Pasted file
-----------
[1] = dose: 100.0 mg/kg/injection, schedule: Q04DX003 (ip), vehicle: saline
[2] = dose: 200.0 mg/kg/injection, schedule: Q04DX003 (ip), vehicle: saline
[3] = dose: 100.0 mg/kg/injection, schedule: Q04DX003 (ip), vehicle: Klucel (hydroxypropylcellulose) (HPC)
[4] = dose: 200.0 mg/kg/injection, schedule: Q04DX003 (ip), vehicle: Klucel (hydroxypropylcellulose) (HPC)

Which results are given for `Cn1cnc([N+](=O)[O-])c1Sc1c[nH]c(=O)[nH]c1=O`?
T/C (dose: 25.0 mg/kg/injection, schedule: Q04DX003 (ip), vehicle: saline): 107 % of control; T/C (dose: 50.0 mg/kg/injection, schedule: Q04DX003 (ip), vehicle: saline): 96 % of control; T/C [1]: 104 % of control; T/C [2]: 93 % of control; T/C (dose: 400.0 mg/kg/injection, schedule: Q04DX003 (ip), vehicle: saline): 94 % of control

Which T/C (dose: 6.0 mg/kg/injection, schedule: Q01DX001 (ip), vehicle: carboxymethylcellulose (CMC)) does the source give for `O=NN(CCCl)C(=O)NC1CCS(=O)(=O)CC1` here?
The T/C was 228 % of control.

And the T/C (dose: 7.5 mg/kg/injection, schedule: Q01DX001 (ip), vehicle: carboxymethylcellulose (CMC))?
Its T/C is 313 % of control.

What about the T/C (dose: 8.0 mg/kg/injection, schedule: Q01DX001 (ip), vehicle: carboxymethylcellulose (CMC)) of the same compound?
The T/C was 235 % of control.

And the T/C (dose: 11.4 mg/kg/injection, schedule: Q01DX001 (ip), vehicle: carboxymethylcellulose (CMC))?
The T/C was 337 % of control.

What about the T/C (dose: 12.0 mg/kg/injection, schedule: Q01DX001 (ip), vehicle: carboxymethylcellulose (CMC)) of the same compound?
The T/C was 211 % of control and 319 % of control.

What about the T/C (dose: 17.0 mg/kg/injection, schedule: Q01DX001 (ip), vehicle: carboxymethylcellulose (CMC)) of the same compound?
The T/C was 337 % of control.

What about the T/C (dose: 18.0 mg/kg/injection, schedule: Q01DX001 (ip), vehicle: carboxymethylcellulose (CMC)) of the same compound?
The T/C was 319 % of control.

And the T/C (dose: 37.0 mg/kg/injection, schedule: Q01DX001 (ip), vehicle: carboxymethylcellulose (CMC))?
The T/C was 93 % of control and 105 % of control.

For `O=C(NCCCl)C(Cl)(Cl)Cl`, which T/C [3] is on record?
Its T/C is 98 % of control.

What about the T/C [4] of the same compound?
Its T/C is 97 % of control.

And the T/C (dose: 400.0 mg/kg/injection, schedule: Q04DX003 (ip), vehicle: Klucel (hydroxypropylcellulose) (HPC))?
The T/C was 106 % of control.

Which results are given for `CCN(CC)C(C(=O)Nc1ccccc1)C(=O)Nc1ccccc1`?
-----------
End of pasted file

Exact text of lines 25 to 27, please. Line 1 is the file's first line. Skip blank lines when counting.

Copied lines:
What about the T/C [4] of the same compound?
Its T/C is 97 % of control.

And the T/C (dose: 400.0 mg/kg/injection, schedule: Q04DX003 (ip), vehicle: Klucel (hydroxypropylcellulose) (HPC))?